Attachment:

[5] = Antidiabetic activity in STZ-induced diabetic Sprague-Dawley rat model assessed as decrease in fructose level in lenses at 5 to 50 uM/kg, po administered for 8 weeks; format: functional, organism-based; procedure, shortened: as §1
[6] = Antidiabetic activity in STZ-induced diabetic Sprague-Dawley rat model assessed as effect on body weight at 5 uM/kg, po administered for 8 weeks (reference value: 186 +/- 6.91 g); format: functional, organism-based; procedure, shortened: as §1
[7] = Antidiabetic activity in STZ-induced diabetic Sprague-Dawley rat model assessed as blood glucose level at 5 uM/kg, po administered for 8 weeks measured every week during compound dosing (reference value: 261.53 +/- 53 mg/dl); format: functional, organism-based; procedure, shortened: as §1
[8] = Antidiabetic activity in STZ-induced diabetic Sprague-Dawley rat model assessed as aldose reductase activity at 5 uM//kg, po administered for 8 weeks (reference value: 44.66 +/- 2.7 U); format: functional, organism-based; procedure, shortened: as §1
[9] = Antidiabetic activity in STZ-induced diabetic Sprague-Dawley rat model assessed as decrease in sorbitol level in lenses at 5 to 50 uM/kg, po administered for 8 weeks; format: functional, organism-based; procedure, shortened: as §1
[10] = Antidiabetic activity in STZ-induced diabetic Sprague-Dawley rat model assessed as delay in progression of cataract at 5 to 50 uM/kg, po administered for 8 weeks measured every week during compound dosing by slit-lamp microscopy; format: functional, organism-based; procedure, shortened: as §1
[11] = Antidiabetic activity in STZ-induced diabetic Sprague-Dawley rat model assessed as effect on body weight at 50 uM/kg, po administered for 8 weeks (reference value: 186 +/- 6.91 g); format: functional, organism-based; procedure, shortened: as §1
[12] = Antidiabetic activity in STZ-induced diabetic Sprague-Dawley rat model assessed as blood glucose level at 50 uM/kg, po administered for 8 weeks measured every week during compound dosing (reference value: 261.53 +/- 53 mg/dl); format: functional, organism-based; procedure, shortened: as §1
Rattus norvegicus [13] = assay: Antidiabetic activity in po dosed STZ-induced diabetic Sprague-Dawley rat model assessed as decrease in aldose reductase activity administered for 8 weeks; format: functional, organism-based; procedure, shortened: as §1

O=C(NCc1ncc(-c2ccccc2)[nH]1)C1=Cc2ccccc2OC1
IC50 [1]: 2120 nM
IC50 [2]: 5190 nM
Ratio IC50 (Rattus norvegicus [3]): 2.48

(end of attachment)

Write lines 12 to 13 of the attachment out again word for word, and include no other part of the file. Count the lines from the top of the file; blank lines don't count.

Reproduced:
IC50 [2]: 5190 nM
Ratio IC50 (Rattus norvegicus [3]): 2.48